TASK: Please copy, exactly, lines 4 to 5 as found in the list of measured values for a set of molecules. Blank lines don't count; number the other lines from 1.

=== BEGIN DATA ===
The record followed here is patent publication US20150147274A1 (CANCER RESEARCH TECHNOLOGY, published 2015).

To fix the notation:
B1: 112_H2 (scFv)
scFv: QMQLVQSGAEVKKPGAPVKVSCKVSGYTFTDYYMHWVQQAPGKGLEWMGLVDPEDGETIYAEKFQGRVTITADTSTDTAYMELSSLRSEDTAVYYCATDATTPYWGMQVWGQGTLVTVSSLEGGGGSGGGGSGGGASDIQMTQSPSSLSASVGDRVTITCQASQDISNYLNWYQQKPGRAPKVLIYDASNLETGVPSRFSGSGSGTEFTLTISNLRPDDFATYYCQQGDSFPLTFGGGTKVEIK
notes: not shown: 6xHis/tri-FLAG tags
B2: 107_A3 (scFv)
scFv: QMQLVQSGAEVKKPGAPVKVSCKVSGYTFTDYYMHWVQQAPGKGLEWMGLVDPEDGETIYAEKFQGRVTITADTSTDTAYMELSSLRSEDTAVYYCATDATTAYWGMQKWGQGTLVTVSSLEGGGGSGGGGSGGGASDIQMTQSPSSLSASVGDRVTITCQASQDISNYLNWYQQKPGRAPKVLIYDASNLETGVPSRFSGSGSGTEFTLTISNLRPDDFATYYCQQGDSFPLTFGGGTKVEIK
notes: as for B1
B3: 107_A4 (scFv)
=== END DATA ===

scFv: QMQLVQSGAEVKKPGAPVKVSCKVSGYTFTDYYMHWVQQAPGKGLEWMGLVDPEDGETIYAEKFQGRVTITADTSTDTAYMELSSLRSEDTAVYYCATDATTPYWGMQVWGQGTLVTVSSLEGGGGSGGGGSGGGASDIQMTQSPSSLSASVGDRVTITCQASQDISNYLNWYQQKPGRAPKVLIYDASNLETGVPSRFSGSGSGTEFTLTISNLRPDDFATYYCQQGDSFPLTFGGGTKVEIK
notes: not shown: 6xHis/tri-FLAG tags